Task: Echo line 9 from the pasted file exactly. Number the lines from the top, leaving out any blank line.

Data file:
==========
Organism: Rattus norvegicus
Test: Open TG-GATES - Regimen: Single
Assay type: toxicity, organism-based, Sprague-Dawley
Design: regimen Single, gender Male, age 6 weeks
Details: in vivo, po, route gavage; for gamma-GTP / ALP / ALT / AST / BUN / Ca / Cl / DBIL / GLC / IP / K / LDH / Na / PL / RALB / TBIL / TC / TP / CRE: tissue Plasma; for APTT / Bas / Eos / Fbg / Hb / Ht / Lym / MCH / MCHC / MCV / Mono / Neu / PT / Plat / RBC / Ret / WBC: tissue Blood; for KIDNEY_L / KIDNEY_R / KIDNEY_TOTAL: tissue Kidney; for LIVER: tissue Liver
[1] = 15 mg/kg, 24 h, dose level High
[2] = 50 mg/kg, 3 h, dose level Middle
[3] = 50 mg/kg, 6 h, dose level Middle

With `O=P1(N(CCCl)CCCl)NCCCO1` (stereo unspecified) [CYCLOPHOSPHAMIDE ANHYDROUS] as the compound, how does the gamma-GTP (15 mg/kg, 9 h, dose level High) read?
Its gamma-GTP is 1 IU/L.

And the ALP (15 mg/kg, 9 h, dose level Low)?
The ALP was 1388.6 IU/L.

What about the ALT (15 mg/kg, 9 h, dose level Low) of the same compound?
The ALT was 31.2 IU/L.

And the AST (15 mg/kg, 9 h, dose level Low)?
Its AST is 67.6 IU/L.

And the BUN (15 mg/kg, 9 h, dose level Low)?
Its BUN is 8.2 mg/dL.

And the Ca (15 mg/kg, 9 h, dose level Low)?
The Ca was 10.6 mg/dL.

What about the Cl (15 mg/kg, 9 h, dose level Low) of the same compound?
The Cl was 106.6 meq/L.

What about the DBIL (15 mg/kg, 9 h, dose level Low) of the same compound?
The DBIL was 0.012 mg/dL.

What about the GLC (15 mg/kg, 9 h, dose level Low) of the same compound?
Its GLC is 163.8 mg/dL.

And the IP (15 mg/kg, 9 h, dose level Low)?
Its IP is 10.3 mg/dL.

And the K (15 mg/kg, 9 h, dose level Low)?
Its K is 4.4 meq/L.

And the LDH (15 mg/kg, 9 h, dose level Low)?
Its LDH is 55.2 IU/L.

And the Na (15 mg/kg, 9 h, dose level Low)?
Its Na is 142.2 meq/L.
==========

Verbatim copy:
With `O=P1(N(CCCl)CCCl)NCCCO1` (stereo unspecified) [CYCLOPHOSPHAMIDE ANHYDROUS] as the compound, how does the gamma-GTP (15 mg/kg, 9 h, dose level High) read?